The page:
Nitrogen management in wheat focuses on rates and timing. Historically, wheat fields received all of their N in one application following green-up. This is often still the case and can result in excellent yields. In some situations, though, a split application should be considered. When a field has a low tiller count and requires early nitrogen, it is probably too soon to apply everything. A split application helps prevent loss of nitrogen that will be needed later in the season. High rates applied early, combined with good growing conditions, can encourage vegetative growth to the point that plants lodge later in the season. Splitting the nitrogen appli­cations helps mitigate this poten­tial issue. Nitrogen rates generally should total around 90-100 pounds in the spring, and some producers have seen benefits of going as high as 120 pounds. Using an N source with a urease inhibitor to protect loss from volatility is advised. Sulfur should also be added in the form of ammonium sulfate or ammonium thiosulfate. Avoid elemental sulfur for wheat top-dress because it is not immediately available.

Wheat is not the only plant in your field that responds to nitrogen. Henbit, chickweed and other winter annual broadleaves will compete for fertilizer and other resources. Top yields will not occur if weeds are not controlled. Winter annuals may also be sprayed in the fall, but you still need to scout fields for garlic in the spring. Garlic is not terribly competitive, but it destroys quality and must be controlled.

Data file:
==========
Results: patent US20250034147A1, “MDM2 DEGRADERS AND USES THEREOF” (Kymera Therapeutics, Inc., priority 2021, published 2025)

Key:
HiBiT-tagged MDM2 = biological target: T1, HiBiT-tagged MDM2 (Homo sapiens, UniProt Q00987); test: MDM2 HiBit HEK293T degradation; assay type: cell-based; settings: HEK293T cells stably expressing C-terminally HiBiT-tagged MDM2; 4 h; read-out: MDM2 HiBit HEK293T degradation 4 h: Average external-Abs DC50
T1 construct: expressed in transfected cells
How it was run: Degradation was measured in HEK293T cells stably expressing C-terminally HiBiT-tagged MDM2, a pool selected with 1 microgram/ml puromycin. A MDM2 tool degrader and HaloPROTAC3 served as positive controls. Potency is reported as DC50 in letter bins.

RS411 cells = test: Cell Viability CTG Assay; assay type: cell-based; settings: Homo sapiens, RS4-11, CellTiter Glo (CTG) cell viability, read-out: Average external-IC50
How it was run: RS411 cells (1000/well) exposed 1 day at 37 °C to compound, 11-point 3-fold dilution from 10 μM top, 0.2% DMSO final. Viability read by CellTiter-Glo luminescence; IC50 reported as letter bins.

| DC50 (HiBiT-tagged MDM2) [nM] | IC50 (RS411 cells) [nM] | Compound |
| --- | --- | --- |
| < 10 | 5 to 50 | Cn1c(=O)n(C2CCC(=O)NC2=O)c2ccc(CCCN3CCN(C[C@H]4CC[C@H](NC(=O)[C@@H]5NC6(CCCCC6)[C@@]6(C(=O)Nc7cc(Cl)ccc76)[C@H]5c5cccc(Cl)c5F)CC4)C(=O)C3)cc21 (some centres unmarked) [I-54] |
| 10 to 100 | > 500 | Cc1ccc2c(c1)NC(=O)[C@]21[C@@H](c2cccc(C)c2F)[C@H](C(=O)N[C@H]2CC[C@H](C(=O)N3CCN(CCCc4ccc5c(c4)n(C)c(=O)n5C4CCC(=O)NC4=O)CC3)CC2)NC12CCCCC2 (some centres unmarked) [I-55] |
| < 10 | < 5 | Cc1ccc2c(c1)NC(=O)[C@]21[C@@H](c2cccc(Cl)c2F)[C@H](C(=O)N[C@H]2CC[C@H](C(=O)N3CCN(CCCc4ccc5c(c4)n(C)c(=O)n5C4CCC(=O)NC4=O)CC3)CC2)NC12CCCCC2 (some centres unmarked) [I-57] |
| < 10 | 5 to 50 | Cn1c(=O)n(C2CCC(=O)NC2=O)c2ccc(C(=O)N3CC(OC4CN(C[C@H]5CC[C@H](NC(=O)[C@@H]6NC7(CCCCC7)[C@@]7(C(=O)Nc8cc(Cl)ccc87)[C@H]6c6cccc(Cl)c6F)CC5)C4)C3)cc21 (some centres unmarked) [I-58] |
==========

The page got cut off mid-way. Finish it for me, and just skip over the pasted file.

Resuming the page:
Herbicides may be sprayed as a stand-alone pass or combined with liquid nitrogen. They may also be combined with insecticides to help control aphids and other insect pests. Aphids in wheat are best known for transmitting barley yellow dwarf. This yield-robbing disease is viral, so fungicides won’t help. You must control the disease vector, which is the aphid. Keep in mind, aphids also work on wheat fields in the fall. They often do more damage during that time peri­od, so do not solely rely on a spring management strategy.

Managing fungal disease is imperative to achieving top yields and sometimes, more importantly, top-quality wheat. Fungal diseases such as common rust and its more aggressive cousin, striped rust, can severely affect yields. Fusari­um head blight or “head scab” is extremely detrimental to yields but can also affect quality of wheat to the point of being unmarketable.